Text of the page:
On April 9th, a Mexican citizen, Ramiro Hernández-Llanas, was executed via the death penalty in Texas. He was prosecuted and found guilty for several crimes, including the murder of his boss. Mr. Hernández-Llanas was declared a dangerous man, even in prison, where he slashed another inmate and assembled homemade weapons, which he hid in his cell. An American official declared, “This is exactly why we have the death penalty . . . Nobody, even prison guards, is safe from him.”
Mr. Hernández-Llanas was among the Mexicans on trial or awaiting execution when the International Court of Justice (ICJ) in the Hague ruled, in the Avena case, that the United States had breached its obligations under the Vienna Convention on Consular Relations by not allowing Mexico to represent its citizens facing criminal procedures. However, in Medellin v. Texas, the U.S. Supreme Court recognized that, while the U.S. must fulfill its legal duty toward an international court as a country, the non-self-executing character of the treaty and the lack of a domestic law implementing it created a situation in which the president has no authority to order the enforcement of the ICJ ruling in state court. Doing so would imply a law-making power not granted to him in the U.S. Constitution.
The Inter-American Commission on Human Rights (IACHR) had granted precautionary measures, asking the U.S. to “preserve the life and physical integrity of Mr. Hernández-Llanas until the IACHR has pronounced on his petition.” It also condemned, along with Mexico, the execution, deploring “the failure of the United States to preserve Mr. Hernandez’s life,” and declared that the U.S. had contravened “its international legal obligations derived from the Charter of the Organization of American States and the American Declaration.”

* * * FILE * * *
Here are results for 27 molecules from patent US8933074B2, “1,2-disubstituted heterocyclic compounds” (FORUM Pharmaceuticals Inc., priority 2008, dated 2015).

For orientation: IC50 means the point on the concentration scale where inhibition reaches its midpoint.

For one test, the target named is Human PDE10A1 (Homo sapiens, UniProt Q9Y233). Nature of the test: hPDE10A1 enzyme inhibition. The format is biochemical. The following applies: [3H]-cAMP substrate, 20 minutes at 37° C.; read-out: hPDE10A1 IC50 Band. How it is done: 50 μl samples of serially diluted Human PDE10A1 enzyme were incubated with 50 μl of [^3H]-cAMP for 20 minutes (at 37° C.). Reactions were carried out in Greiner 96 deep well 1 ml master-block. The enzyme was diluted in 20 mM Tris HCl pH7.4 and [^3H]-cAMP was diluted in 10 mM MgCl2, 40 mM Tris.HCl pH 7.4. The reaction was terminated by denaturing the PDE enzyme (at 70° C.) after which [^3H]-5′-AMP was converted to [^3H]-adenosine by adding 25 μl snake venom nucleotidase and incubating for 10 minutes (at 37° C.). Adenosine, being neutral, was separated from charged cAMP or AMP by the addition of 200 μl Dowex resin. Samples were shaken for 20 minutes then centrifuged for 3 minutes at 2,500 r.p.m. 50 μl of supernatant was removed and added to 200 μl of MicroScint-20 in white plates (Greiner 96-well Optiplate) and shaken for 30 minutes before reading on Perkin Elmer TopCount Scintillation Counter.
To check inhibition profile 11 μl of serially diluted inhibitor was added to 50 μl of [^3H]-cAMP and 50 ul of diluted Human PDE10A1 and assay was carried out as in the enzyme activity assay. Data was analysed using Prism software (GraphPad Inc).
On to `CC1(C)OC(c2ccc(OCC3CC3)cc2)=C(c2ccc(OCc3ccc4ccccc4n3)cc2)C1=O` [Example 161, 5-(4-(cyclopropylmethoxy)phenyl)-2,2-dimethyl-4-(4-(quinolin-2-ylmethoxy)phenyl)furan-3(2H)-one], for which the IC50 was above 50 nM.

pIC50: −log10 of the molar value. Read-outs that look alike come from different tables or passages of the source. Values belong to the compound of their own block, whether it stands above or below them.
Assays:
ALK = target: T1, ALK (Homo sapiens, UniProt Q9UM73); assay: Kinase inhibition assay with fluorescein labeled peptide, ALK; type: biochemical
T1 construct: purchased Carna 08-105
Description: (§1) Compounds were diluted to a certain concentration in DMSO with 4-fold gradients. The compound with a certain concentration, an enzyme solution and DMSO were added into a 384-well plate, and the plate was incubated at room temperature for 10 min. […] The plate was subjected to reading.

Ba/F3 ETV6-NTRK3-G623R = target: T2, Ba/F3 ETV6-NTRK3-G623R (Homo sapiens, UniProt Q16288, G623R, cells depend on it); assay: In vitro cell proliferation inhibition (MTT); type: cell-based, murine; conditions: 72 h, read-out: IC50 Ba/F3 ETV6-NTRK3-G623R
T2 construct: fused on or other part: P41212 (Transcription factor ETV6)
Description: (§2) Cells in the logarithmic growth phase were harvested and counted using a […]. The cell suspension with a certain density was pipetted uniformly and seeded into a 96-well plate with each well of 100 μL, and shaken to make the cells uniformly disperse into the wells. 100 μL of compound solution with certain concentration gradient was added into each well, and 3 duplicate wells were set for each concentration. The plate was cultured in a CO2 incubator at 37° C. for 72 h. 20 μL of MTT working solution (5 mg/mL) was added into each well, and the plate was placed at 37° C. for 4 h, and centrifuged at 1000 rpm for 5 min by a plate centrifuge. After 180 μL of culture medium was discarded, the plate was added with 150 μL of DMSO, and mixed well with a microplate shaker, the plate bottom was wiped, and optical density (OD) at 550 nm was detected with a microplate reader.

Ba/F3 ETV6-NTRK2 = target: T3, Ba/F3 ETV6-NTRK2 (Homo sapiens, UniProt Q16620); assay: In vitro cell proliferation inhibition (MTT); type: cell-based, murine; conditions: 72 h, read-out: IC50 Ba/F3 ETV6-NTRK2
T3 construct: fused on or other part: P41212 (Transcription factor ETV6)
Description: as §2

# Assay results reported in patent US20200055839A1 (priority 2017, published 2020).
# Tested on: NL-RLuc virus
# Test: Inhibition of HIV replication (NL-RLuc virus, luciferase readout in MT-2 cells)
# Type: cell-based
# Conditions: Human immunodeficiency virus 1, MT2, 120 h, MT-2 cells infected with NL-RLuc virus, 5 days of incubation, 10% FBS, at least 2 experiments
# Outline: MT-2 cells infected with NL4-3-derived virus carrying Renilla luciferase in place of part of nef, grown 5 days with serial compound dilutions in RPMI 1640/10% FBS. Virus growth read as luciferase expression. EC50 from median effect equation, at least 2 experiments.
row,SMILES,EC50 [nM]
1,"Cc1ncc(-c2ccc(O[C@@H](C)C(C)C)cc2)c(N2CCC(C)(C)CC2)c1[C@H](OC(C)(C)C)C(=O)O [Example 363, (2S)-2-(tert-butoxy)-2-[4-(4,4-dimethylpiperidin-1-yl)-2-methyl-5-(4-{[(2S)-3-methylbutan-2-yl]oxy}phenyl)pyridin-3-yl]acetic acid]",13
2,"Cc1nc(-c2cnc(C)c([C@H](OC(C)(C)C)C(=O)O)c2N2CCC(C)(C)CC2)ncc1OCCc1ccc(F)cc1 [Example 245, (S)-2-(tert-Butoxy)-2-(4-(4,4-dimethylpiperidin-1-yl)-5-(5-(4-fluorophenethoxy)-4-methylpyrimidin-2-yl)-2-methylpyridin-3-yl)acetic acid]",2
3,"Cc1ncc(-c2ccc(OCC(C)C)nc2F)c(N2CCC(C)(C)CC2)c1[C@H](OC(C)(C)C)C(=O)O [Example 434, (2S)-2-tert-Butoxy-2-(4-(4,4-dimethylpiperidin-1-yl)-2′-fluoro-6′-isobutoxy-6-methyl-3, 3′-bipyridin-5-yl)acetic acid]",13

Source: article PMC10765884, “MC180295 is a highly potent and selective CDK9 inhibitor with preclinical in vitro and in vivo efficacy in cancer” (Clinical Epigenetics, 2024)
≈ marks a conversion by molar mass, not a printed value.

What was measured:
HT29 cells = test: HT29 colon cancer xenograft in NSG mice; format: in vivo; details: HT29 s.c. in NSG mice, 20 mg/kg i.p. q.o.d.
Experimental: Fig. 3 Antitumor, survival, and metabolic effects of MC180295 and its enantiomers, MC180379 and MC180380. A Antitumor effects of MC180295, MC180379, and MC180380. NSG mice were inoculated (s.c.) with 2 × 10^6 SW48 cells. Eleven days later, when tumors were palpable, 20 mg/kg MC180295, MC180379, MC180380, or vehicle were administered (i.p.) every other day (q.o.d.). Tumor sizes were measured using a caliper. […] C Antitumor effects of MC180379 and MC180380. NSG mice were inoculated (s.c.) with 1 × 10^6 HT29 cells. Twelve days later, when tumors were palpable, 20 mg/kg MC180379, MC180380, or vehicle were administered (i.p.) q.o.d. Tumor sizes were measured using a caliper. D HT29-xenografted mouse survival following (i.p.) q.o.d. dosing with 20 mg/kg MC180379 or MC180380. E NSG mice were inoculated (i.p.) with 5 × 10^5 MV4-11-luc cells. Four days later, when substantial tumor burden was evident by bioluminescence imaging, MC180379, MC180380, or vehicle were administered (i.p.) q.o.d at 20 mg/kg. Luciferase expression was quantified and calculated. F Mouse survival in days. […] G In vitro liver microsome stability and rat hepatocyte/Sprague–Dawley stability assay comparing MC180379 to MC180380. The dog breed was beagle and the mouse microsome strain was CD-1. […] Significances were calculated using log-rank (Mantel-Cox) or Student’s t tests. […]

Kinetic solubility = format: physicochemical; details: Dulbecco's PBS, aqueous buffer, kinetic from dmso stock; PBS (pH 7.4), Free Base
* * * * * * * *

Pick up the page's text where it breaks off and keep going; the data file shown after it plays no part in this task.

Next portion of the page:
Nobody was surprised by the execution. The U.S. Congress has not passed the domestic law required to apply the Avena case and it seems that it will not do so in the future. After the Avena case was ruled upon by the ICJ, the U.S. withdrew from the Optional Protocol that permits the ICJ to decide when a signatory’s citizens have been illegally denied the right to be assisted by a diplomat from their country (a Protocol that was successfully used by the U.S. in 1979 against Iran).
The New York Times hosted a debate on the death penalty a few days before Mr. Hernández-Llanas’ execution. The participants argued that death penalty executions have become less common over the years and concentrated in fewer states. It seems that death penalty could disappear in the U.S. in light of this trend, its lack of criminal deterrence, or perhaps by losing supporters, but probably not due to duties related to international human rights.
It was reported that Mr. Hernández-Llanas, strapped to a gurney, said in Spanish: “I ask for forgiveness from my boss’s family.” He was pronounced dead a few minutes later.
This post is also available in: Spanish